A cutting edge project using waste heat to power Middlesbrough’s public buildings has been launched – with James Cook Hospital first in line to reap “significant” savings .

The £40m Middlesbrough District Energy Scheme will use excess heat from nearby industry and two energy plants with the aim of reducing the £4.5m a year energy bill at the hospital.

Backers then aim to roll out the project elsewhere in the town.

Tees Valley Mayor Ben Houchen was confident “phase one” of the joint project between the Combined Authority, health bodies, Teesside University and Middlesbrough Council would be ready in the next two years.

He said: “The long term vision is to use this excess heat not only in public sector buildings but in homes and businesses and using it to massively reduce energy bills.

“The ultimate long term goal is to link up the whole of the town and other urban centres to the network – we are talking decades in the making of a comprehensive district energy scheme.”

The first phase of the scheme aims to save 8,000 tonnes of carbon emissions at James Cook Hospital and slash energy bills.

South Tees NHS energy manager Julian Verity said the hospital spent £4.5m a year on heating and powering the site and explained its existing 20-year-old gas plant was coming to the end of its life.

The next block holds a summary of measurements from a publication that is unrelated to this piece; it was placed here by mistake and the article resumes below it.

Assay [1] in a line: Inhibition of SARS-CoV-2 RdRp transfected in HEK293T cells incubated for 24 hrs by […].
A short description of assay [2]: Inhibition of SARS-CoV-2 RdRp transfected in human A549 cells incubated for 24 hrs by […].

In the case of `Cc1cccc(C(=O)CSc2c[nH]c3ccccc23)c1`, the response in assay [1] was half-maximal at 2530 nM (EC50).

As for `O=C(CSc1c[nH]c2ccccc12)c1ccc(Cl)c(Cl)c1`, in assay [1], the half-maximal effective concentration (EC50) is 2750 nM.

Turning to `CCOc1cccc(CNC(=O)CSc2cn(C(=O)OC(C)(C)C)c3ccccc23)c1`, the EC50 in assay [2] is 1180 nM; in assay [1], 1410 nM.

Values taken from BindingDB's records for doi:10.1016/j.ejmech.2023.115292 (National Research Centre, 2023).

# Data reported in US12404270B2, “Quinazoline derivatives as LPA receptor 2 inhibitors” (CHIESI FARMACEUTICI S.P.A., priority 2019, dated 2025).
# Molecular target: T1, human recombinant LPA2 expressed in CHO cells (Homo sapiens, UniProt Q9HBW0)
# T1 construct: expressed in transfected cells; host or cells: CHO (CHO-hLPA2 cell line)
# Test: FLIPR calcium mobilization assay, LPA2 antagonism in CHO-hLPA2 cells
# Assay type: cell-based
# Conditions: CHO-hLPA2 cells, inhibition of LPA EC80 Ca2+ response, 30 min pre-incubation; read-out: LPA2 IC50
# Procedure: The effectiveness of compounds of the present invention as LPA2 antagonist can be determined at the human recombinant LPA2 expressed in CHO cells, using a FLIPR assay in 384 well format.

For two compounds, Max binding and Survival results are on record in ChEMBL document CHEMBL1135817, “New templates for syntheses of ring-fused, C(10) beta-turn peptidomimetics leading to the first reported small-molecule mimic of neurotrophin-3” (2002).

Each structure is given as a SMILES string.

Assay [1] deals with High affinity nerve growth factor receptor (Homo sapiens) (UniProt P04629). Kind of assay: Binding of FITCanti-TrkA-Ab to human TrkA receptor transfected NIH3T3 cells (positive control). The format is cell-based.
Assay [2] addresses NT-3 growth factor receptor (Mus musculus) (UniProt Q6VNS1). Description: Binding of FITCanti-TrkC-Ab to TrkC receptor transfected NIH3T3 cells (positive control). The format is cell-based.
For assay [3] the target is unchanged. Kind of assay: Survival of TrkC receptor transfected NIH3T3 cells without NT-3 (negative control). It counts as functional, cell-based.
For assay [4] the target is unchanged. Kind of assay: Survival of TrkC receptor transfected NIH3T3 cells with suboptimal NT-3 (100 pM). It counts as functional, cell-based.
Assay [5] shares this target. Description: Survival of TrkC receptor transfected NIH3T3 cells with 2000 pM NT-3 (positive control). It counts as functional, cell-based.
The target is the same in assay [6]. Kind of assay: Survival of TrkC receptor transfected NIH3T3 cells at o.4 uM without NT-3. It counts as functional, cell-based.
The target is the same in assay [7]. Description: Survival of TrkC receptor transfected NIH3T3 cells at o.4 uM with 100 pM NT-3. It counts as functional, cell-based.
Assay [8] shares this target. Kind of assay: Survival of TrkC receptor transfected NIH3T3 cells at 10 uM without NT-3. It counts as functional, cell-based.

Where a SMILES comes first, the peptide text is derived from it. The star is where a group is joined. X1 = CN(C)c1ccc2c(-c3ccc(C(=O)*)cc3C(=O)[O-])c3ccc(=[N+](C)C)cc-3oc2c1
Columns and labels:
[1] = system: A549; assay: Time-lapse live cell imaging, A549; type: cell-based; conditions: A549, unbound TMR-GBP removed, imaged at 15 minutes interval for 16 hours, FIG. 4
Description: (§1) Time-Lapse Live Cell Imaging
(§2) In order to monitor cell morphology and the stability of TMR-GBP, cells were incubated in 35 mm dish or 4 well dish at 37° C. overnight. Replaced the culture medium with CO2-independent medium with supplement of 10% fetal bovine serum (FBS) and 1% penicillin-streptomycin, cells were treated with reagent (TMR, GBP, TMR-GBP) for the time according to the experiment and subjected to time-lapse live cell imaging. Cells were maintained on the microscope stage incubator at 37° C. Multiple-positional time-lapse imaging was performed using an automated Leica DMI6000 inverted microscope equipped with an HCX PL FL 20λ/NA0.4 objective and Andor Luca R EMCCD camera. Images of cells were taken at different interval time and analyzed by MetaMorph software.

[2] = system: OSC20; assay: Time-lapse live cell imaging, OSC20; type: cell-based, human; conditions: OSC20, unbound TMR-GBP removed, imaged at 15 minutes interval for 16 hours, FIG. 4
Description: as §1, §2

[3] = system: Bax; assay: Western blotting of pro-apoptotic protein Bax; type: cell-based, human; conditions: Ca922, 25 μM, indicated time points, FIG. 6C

He added: “It was the ideal opportunity to work with the TVCA to see if there was anything we could do together to increase our efficiency.

“This new plant on the site will allow us to generate our own electricity.”

The hospital uses 75 million kilo-watt hours a year whereas an average home uses about 16,000 kilo-watt hours.

Rather than being lost into the atmosphere, waste heat from Teesside industries would be channelled through a network of pipes to complement the hospital’s energy supply.

It will also see a change in Teesside’s skyline as the hospital chimney comes down.

Mr Verity said couldn’t put a number on the savings yet but stressed they would be “significant”.

The town centre project, led by the Tees Valley Combined Authority, received a £218,000 boost from the government to get up and running.

It is now entering the “procurement stage” for a contract to construct and operate the scheme.

Its backers hope this will see “pipes in the ground” in the next two years.

Mayor Houchen said the project would suit the number of industries which produce excess heat around Middlesbrough.

He added: “This scheme could save the NHS a tonne of cash on heating, which would then be invested in front-line patient care. It’s a win-win for business, taxpayers and the environment.

“We’ve seen countries such as Denmark take advantage of these schemes and all of the benefits they bring. This is yet another step in our ambitious drive to become a high-wage, low-carbon economy.”

Siobhan McArdle, chief executive at South Tees NHS Foundation Trust, said: “We’re leading the way in the NHS when it comes to energy saving and environmental improvements, and this proposed heating initiative will not only help us deliver long term sustainability, but deliver financial savings that can be re-directed to providing care to our patients.”

© 2018 Tees Info

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